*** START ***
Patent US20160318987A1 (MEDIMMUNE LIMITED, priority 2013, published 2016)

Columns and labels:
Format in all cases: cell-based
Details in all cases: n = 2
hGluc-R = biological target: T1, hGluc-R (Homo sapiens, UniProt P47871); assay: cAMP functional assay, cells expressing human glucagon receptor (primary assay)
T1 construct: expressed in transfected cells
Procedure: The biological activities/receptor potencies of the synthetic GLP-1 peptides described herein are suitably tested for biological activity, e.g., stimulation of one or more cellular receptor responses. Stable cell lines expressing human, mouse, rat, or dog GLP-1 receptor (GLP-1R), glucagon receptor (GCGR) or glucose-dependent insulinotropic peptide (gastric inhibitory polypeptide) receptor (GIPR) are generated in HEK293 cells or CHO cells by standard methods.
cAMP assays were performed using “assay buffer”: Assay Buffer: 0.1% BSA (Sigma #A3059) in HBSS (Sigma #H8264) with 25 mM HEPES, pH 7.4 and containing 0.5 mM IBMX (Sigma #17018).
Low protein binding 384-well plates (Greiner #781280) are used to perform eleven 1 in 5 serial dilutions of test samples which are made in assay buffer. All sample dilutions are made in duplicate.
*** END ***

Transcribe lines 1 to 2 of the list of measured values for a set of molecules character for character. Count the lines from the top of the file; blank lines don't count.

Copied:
Patent US20160318987A1 (MEDIMMUNE LIMITED, priority 2013, published 2016)

Columns and labels: